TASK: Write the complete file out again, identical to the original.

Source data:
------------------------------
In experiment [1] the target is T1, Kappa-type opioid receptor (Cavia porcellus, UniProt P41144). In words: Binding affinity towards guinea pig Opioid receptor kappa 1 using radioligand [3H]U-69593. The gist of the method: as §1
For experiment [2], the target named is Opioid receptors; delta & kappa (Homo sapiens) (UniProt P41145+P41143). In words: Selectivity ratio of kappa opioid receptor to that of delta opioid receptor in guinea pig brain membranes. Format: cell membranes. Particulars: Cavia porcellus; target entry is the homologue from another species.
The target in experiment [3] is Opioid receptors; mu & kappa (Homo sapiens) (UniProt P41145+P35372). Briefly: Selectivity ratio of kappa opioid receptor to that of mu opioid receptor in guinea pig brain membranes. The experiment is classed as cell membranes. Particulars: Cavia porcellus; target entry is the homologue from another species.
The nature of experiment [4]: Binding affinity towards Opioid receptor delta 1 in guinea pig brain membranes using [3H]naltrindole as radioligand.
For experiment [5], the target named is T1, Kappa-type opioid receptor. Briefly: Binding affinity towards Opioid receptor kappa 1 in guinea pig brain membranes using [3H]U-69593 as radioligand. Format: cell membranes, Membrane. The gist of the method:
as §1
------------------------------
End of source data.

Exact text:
In experiment [1] the target is T1, Kappa-type opioid receptor (Cavia porcellus, UniProt P41144). In words: Binding affinity towards guinea pig Opioid receptor kappa 1 using radioligand [3H]U-69593. The gist of the method: as §1
For experiment [2], the target named is Opioid receptors; delta & kappa (Homo sapiens) (UniProt P41145+P41143). In words: Selectivity ratio of kappa opioid receptor to that of delta opioid receptor in guinea pig brain membranes. Format: cell membranes. Particulars: Cavia porcellus; target entry is the homologue from another species.
The target in experiment [3] is Opioid receptors; mu & kappa (Homo sapiens) (UniProt P41145+P35372). Briefly: Selectivity ratio of kappa opioid receptor to that of mu opioid receptor in guinea pig brain membranes. The experiment is classed as cell membranes. Particulars: Cavia porcellus; target entry is the homologue from another species.
The nature of experiment [4]: Binding affinity towards Opioid receptor delta 1 in guinea pig brain membranes using [3H]naltrindole as radioligand.
For experiment [5], the target named is T1, Kappa-type opioid receptor. Briefly: Binding affinity towards Opioid receptor kappa 1 in guinea pig brain membranes using [3H]U-69593 as radioligand. Format: cell membranes, Membrane. The gist of the method:
as §1